Week Two in Review

Apr. 13 -- We have some thoughts on the second week of UCLA spring practice...

Musings From Week Two

1. What can we expect out of Josh Rosen this season?

Someone asked this question on the board, and it's an interesting one. Rosen is a true freshman who'll (likely) start at quarterback for a team that has proven depth at virtually every level of the team besides quarterback. The situation is not similar to the one that Brett Hundley walked into in 2012, where the offensive line was porous and the offense was an even more stripped-down version of itself than the 2013 and 2014 versions. Rosen, instead, has what should be a good offensive line, good running backs, and good receivers, as well as the keys to an offense that has been humming along fairly well for three years now.

The difficulty in answering that question comes from projecting practice performance to games. We'll just say this: Rosen has been much more impressive this spring than Hundley was in the spring of his redshirt freshman year. But Hundley was always a significantly better performer in games than in practice. And Rosen, while he has good mobility and the ability to buy time to throw, is not going to be the runner that Hundley was.

That said, if Rosen can translate his practice performances -- where he has shown more mental acuity for the position than any quarterback we've seen in some time, excellent feet, excellent feel, an ability and affinity for throwing on the run, and a very strong arm -- to games, UCLA could be in for a very fun season.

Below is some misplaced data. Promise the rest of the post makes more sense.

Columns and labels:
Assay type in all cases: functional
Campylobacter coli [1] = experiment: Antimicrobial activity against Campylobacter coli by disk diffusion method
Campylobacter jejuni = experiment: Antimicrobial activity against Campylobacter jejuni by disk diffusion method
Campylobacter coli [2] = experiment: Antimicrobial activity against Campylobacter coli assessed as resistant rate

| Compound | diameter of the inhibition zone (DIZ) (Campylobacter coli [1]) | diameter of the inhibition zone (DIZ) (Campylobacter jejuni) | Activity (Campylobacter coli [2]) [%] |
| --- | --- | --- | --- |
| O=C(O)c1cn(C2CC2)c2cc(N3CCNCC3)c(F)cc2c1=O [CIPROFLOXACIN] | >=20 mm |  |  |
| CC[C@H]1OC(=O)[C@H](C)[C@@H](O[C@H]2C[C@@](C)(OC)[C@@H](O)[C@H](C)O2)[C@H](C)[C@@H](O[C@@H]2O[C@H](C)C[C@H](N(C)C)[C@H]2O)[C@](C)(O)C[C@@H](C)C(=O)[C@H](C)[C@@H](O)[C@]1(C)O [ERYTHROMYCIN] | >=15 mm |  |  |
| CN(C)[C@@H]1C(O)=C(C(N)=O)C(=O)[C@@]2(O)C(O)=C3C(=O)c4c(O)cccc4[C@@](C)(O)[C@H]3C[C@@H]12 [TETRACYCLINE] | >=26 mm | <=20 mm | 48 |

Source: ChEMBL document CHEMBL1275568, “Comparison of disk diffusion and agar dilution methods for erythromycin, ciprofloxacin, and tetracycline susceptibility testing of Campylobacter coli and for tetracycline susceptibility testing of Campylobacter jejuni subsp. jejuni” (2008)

2. Starting wide receivers could get pushed.

Aside from Devin Lucien bidding adieu, UCLA returns every receiver from a year ago, including everyone who was starting by the end of the year, along with all of the younger guys who didn't play much last year. If you've been reading our impressions of the receivers for the last two years, you'd probably agree with this assessment: it's a deep group, but not overburdened with top-end talent. The starters are starters because they are slightly better than the guys behind them, not because they are otherworldly stars. Let's take that as a given.

Now, here's the thing. Everyone progresses at different rates, and with younger guys, you can see much greater incremental growth in their ability since they're newer to college coaching and their bodies are still filling out and getting stronger. This spring, we've seen a few guys emerge from that younger group that should at least be in the conversation to start this year.